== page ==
NEW YORK (Reuters Health) - With small breast cancers, doing complete axillary dissections only for positive sentinel lymph node biopsies (SNLB) yields the same 10-year disease-free survival - roughly 90% -- as doing routine complete dissections in all cases, researchers say.
The report in the April Annals of Surgery shows that overall survival was actually slightly higher in women who had SNLB-based axillary dissection: 93.5% vs. 89.7%.
The status of the sentinel node can accurately predict disease in the other nodes, but Dr. Umberto Veronesi, from the European Institute of Oncology, Milan, Italy, and colleagues wanted to know more about survival when women had no positive sentinel nodes and so did not have complete node dissection.
In a randomized trial that began in 1998-1999, 516 women who had breast-conserving surgery for tumors of 2 cm or less had complete axillary node dissection either routinely (n = 257), or only when sentinel nodes were positive (n = 259). In a 2006 update, the researchers reported that "only one overt axillary metastasis occurred during follow-up of patients who did not receive axillary lymph node dissection (whereas eight cases were expected)."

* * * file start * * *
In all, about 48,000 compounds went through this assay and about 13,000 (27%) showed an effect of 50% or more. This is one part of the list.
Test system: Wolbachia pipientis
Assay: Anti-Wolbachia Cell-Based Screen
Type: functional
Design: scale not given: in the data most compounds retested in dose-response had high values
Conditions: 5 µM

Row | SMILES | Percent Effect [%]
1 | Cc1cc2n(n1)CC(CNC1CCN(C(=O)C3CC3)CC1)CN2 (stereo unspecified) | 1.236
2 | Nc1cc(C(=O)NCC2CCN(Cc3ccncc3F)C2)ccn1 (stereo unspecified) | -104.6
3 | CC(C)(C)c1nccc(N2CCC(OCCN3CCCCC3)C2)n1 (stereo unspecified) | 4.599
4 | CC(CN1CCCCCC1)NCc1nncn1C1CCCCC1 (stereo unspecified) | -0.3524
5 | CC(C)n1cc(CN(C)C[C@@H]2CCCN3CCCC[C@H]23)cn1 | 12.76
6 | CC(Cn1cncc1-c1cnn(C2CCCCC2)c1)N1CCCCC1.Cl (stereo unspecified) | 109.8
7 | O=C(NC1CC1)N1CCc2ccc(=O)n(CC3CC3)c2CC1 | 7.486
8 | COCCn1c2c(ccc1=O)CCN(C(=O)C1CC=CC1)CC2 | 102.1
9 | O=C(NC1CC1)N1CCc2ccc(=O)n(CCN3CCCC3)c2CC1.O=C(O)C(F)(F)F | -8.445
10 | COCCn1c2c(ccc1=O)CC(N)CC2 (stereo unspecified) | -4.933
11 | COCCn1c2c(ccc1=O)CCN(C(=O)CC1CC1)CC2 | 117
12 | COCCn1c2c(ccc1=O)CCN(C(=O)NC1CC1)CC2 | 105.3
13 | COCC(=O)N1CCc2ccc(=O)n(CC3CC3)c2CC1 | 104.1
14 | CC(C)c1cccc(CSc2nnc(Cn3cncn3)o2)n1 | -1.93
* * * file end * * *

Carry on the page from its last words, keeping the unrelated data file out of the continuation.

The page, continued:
Now, with 10 years of follow-up, they report that 26 breast cancer events occurred in the routine dissection group and 23 in the SNLB-based dissection group. Ten-year breast cancer-free survival rates were 88.8% with routine axillary dissection and 89.9% with SNLB-based dissection.
Of 174 patients in the routine dissection group with negative sentinel nodes, 8 had false-negative results. Based on this finding, the authors expected to see about 8 false-negative cases in the SNLB-based dissection group, but only two cases were miscalled.
The researchers conclude: "The long-term breast cancer-related event-free survival in the (sentinel node-based dissection) arm was similar to that in the (routine dissection) arm, enabling us to affirm not only that sentinel node biopsy is as good as complete axillary dissection at staging the axilla, but that it is as safe as the once standard method of complete axillary dissection."
Ann Surg 2010.